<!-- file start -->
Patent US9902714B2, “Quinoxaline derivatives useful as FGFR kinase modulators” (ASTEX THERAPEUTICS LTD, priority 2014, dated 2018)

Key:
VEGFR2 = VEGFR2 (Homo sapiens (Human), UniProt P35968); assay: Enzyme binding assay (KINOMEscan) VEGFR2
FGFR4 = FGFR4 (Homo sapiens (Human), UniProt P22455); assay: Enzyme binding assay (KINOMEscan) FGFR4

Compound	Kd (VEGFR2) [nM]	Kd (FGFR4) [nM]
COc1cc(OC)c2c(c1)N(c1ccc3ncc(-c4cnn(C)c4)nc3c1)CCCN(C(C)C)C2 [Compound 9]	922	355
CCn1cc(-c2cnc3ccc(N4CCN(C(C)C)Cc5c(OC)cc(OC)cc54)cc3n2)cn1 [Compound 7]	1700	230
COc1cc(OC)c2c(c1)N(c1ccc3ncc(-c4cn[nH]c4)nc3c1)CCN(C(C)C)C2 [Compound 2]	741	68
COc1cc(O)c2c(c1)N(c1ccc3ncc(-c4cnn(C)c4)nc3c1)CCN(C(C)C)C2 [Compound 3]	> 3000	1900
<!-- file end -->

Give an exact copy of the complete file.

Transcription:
Patent US9902714B2, “Quinoxaline derivatives useful as FGFR kinase modulators” (ASTEX THERAPEUTICS LTD, priority 2014, dated 2018)

Key:
VEGFR2 = VEGFR2 (Homo sapiens (Human), UniProt P35968); assay: Enzyme binding assay (KINOMEscan) VEGFR2
FGFR4 = FGFR4 (Homo sapiens (Human), UniProt P22455); assay: Enzyme binding assay (KINOMEscan) FGFR4

Compound	Kd (VEGFR2) [nM]	Kd (FGFR4) [nM]
COc1cc(OC)c2c(c1)N(c1ccc3ncc(-c4cnn(C)c4)nc3c1)CCCN(C(C)C)C2 [Compound 9]	922	355
CCn1cc(-c2cnc3ccc(N4CCN(C(C)C)Cc5c(OC)cc(OC)cc54)cc3n2)cn1 [Compound 7]	1700	230
COc1cc(OC)c2c(c1)N(c1ccc3ncc(-c4cn[nH]c4)nc3c1)CCN(C(C)C)C2 [Compound 2]	741	68
COc1cc(O)c2c(c1)N(c1ccc3ncc(-c4cnn(C)c4)nc3c1)CCN(C(C)C)C2 [Compound 3]	> 3000	1900